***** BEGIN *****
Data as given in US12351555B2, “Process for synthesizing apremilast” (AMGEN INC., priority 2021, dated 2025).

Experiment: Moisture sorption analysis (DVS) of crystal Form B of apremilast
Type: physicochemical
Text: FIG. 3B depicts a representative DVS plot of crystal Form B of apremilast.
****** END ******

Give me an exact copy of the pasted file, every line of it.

Data as given in US12351555B2, “Process for synthesizing apremilast” (AMGEN INC., priority 2021, dated 2025).

Experiment: Moisture sorption analysis (DVS) of crystal Form B of apremilast
Type: physicochemical
Text: FIG. 3B depicts a representative DVS plot of crystal Form B of apremilast.